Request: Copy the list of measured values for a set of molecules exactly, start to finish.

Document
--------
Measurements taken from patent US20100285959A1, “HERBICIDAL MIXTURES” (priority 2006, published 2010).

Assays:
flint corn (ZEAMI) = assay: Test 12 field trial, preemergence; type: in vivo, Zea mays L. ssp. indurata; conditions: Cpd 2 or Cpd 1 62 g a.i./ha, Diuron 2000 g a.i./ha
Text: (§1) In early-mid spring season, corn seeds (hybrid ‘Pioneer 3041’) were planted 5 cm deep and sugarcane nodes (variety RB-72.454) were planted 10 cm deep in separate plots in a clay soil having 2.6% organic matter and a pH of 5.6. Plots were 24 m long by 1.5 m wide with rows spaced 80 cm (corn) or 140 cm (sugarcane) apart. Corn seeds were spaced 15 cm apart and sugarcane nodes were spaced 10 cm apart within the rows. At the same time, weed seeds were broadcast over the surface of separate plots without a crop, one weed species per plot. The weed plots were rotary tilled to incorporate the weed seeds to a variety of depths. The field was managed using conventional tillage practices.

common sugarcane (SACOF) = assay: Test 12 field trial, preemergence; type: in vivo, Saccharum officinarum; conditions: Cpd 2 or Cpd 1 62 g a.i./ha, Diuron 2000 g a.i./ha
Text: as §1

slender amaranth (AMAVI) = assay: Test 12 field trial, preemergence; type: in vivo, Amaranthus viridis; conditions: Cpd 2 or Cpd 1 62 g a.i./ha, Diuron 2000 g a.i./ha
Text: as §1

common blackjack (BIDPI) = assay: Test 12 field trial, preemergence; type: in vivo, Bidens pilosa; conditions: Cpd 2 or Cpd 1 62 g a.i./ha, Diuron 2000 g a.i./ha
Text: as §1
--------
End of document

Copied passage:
Measurements taken from patent US20100285959A1, “HERBICIDAL MIXTURES” (priority 2006, published 2010).

Assays:
flint corn (ZEAMI) = assay: Test 12 field trial, preemergence; type: in vivo, Zea mays L. ssp. indurata; conditions: Cpd 2 or Cpd 1 62 g a.i./ha, Diuron 2000 g a.i./ha
Text: (§1) In early-mid spring season, corn seeds (hybrid ‘Pioneer 3041’) were planted 5 cm deep and sugarcane nodes (variety RB-72.454) were planted 10 cm deep in separate plots in a clay soil having 2.6% organic matter and a pH of 5.6. Plots were 24 m long by 1.5 m wide with rows spaced 80 cm (corn) or 140 cm (sugarcane) apart. Corn seeds were spaced 15 cm apart and sugarcane nodes were spaced 10 cm apart within the rows. At the same time, weed seeds were broadcast over the surface of separate plots without a crop, one weed species per plot. The weed plots were rotary tilled to incorporate the weed seeds to a variety of depths. The field was managed using conventional tillage practices.

common sugarcane (SACOF) = assay: Test 12 field trial, preemergence; type: in vivo, Saccharum officinarum; conditions: Cpd 2 or Cpd 1 62 g a.i./ha, Diuron 2000 g a.i./ha
Text: as §1

slender amaranth (AMAVI) = assay: Test 12 field trial, preemergence; type: in vivo, Amaranthus viridis; conditions: Cpd 2 or Cpd 1 62 g a.i./ha, Diuron 2000 g a.i./ha
Text: as §1

common blackjack (BIDPI) = assay: Test 12 field trial, preemergence; type: in vivo, Bidens pilosa; conditions: Cpd 2 or Cpd 1 62 g a.i./ha, Diuron 2000 g a.i./ha
Text: as §1